Middle High German version of the Old French Chanson de Roland, written by an author recorded as der phaffe Chun- rat (Conrad the Priest) for Henry the Lion, duke of Saxony and Bavaria.
The Rolandslied injects a twelfth-century German ideology of empire and crusade into the ancient epic of Charlemagne’s war against the Muslims of Spain, reflecting Henry’s renewal of Carolingian holy war against the pagan Slavs and the church’s sanction of it as crusade from 1147.
Conrad may be the ducal chaplain Conradus recorded in charters of the 1170s: a Swabian priest, conversant with Henry’s politico-religious goals, and charged with the literary representation of his quasi-royal status and crusading aspirations. The commissioning of the Rolandslied was part of a lavish program of secular and religious patronage centered upon Henry’s palace and court church in Braunschweig and their associated artifacts. Conrad’s epilogue extols Henry’s imperial lineage and his conquest and conversion of the heathen.
In the poem, the Emperor Karl and his warrior-bishop Turpin summon and preach a crusade, pledging spiritual rewards. Roland and the knights eagerly take the cross, in warfare simultaneously serving theocratic emperor and heavenly king. Death in battle confers not warrior glory but a martyr’s crown. The heathen, spurning baptism, and the traitor Genelun, seduced by basely secular concerns, are consigned to hell as children of the devil. Conrad’s portrayal of Karl reproduces twelfth-century hagiographical images of the Emperor Charlemagne. Roland’s and Oliver’s austere redemptive chivalry seems inspired by Bernard of Clair- vaux’s preaching of the Second Crusade (1147-1149) and his writings for the Templars.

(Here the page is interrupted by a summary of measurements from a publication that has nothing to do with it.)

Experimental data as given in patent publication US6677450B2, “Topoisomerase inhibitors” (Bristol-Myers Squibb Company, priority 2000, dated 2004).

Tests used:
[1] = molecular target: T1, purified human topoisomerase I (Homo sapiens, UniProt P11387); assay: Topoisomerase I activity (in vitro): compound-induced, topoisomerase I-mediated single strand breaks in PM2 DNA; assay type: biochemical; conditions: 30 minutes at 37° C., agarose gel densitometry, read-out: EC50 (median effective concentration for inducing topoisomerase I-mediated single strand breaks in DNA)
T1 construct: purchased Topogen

One complete illustrated manuscript (MS Heidelberg, Universitatsbibliothek cpg. 112) and six fragments, all written shortly before or after 1200, testify to the Roland- slied’s contemporary impact. It profoundly influenced Wolfram von Eschenbach’s Willehalm (1210/1220). Around 1225 the poet known as Der Stricker modernized Conrad’s narrative, which in this form remained popular until the end of the Middle Ages, especially among the Teutonic Knights.